[Coral-List] Please somebody, eat these slimy cyanobacteria all over the reefs

Longin Kaczmarsky solonnie at hotmail.com
Tue Jan 22 04:11:14 EST 2008

Dear Tom,    Indeed, "little white worms squirming out" of stockings sound like something much hardier than the tiny delicate (but visible) Beggiatoa-like filaments I've observed. In the lab using a dissecting scope we see the Beggiatoa-like filaments intertwined within the mat of more finely filamentous cyanobacteria, but in nature these large white gliding filaments are very abundant at the interface with the coral below the cyano mat. The particular samples I'm describing were obtained in St. Croix and according to Dr. Richardson are quite a bit larger than the usual BBD Beggiatoa. To more accurately identify them we tried several methods to extract DNA for molecular analysis but haven't succeeded. In whole BBD community analyses we did find some close sequence matches to Beggiatoa spp. However, microscopically they appear to contain intracellular sulfur globules which characterize bacteria previously identified in the literature as Beggiatoa. We did not isolate them in culture, which requires a micro-oxic atmosphere. They are about 20 micrometers or so in width and many are up 1 cm or more in length.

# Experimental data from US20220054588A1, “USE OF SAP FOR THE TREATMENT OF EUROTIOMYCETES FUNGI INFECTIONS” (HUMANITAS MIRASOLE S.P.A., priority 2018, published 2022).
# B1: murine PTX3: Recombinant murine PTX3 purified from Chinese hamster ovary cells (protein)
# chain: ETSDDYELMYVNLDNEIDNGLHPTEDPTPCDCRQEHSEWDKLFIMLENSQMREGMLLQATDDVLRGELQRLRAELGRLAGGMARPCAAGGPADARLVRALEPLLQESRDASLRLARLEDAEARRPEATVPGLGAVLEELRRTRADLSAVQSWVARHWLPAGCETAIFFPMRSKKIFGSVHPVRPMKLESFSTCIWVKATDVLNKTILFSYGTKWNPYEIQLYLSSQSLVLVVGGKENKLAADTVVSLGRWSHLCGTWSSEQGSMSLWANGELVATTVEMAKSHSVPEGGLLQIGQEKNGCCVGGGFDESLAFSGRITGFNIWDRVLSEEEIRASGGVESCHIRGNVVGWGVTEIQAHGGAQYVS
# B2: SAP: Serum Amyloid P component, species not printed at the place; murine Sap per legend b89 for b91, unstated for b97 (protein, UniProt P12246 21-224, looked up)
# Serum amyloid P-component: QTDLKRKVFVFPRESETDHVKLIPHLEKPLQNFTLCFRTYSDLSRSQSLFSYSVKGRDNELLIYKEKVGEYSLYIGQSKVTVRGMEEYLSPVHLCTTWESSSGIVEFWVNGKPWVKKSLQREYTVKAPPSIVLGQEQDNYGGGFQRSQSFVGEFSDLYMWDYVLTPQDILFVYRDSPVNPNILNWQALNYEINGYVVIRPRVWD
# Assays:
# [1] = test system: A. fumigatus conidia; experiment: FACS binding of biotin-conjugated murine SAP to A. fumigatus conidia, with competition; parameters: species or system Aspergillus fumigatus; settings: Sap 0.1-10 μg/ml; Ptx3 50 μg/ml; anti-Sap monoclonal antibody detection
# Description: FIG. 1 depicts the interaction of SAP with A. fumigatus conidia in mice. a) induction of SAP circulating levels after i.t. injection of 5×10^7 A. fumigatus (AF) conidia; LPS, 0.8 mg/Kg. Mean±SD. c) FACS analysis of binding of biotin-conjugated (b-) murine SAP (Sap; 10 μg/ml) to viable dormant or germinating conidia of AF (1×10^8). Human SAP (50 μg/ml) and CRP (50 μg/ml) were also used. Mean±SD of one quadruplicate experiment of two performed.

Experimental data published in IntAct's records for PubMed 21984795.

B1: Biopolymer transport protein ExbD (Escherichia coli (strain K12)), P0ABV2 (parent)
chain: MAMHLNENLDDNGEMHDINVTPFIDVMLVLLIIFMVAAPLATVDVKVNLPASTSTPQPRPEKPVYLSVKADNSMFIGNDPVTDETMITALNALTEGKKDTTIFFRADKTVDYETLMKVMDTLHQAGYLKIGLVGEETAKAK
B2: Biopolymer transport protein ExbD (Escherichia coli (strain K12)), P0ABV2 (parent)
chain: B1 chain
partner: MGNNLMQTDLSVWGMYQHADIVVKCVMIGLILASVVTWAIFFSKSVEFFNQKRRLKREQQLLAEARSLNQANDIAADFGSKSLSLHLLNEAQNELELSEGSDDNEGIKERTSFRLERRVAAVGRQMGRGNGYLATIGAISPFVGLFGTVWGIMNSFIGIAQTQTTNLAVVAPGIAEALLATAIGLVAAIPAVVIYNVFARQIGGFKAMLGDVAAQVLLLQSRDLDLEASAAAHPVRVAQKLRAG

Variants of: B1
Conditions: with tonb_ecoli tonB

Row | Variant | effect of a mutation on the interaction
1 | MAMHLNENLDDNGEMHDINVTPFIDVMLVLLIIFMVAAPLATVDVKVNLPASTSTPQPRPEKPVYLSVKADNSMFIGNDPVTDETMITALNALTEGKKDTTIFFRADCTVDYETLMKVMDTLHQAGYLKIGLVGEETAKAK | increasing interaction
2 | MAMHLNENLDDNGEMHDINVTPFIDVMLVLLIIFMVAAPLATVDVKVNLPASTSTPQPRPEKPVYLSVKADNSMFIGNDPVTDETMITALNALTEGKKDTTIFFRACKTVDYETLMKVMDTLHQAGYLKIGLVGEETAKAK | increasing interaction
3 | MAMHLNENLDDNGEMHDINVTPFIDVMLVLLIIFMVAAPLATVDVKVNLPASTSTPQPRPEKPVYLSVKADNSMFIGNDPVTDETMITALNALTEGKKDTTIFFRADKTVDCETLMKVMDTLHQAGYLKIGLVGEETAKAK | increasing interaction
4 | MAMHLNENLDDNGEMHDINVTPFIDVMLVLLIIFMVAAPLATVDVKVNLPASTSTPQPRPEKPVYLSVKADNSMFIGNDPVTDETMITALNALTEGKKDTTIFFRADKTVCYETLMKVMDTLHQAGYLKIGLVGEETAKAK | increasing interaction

Hope that helps clarify things, Longin Kaczmarsky> Date: Tue, 22 Jan 2008 03:00:47 +0000> From: tomgoreau at yahoo.co.uk> Subject: Re: [Coral-List] Please somebody, eat these slimy cyanobacteria all over the reefs> To: solonnie at hotmail.com; coral-list at coral.aoml.noaa.gov; reefteam2 at yahoo.com> > Dear Longin,> > I'm on the road and can't send from my email that the> coral list recognizes, so please forward this to it> with your resonse, Thanks! > > I know Beggiatoa very well, and the work of Laurie> Richardson and colleagues shows its close association> with Phormidium coralyticum in Black Band Disease. The> Broward group collected the cyanobacteria (Lyngbya> confervoides) off the reef where they were killing> corals and gorgonians, and stuffed them into lady's> panty hose, and when they tossed them into the boat,> they found all these little white worms squirming out.> > > Beggiatoa, being an obligate microaerophile, needs> both low oxygen and sulfide to survive, and so avoids> fully aerobic habitats. So it my guess that it was> something else, perhaps nematodes, but who knows? I> hope those involved can see if your photos match what> they saw, describe them more accurately, or provide> samples to someone who can look more closely. > > Best wishes,> Tom> > > > On Jan 21, 2008, at 2:00 PM, Longin Kaczmarsky wrote:> > Hi Todd and Tom,> I've collected many samples of cyanobacteria and> BBD samples off the reefs over the years for> examination in our lab and the "little white worms"> that we regularly see with the samples appear to be> Beggiatoa or Beggiatoa-like bacteria...gliding,> filamentous bacteria actually visible with the naked> eye. I've attached an image of these "worms" overlying> a fresh mat of cyano filaments. As you know, Beggiatoa> (sulfur-oxidizers) are thought to be required in the> BBD consortium and are often abundant in polluted,> nutrient-rich waters. > Lonnie Kaczmarsky, Florida International University> > > From: goreau at bestweb.net> > Date: Sun, 20 Jan 2008 15:01:33 -0500> > To: reefball at reefball.com> > CC: coral-list at coral.aoml.noaa.gov> > Subject: [Coral-List] Please somebody, eat these> slimy cyanobacteria all over the reefs> > > > Dear Todd,> > > > I fully agree with you (almost all aquaria except> the very cleanest > > have them), except for these little worms that seem> to thrive in it > > (Nematodes?). But where are they when we really need> them?> > > > You can see cyanobacteria spreading almost> everyplace with known > > nutrient inputs, and it is getting steadily worse> every place I go. > > The top-down herrbivory control folks can't explain> these blooms: > > wherever you find them without an obvious nutrient> source there are > > almost always subtle nutrient sources that you> hadn't yet recognized. > > I use them in many resort areas to tell me exactly> where the septic > > tanks are leaching through the beach or bedrock, for> example in > > resort islands in the Maldives or in front of the> hotels in Bonaire. > > In Southeast Florida they don't only mark the sewage> outfalls: Dan > > Clark has found they allow you to pinpoint precisely> where the deep > > well injected sewage is coming up through cracks in> the overlying > > formations above the 'boulder zone' and starting to> kill reefs from > > the offshore side.> > > > A few years ago in Grand Cayman I found that North> Sound was being > > killed by nutrients leaching from the garbage dump> and golf course > > fertilizers, that the western area in front of 5> Mile Beach had large > > round patches of cyanobacteria on the sand that were> certainly where > > the septic tank drainage was finding its way into> the sea, and that > > the northwest was being killed by weedy algae and> coral diseases > > where all the turtle farm effluent flowed into the> sea, perhaps soon > > to be made worse with captive dolphin poop. And> there were > > cyanobacterial blooms on the staghorn corals on the> south side too. > > There was no place I looked at without an algae> problem. So the > > Department of the Environment decided to cheer me up> with a last dive > > on their very best reefs, far from any human impact,> on the > > northeast. The shoreline was completely free of> weedy algae, but the > > deeper we went to the drop off, the worse the> cyanobacteria blooms > > were. My DOE colleagues were shocked, they had never> seen that before > > at their favorite dive site. I think it was just> their bad luck to > > have taken me there after an upwelling event of> nutrients from below > > the thermocline, which is known to be driven by> seasonal internal > > wave breaking by solitons propagating across the> Caribbean along the > > pycnocline density boundary......> > > > I agree with you, the only way we know to control> them is to starve > > them of nutrients! Unless someone finds a cunning> parasite, virus, > > or other way of killing them economically without> side effects?> > > > Best wishes,> > Tom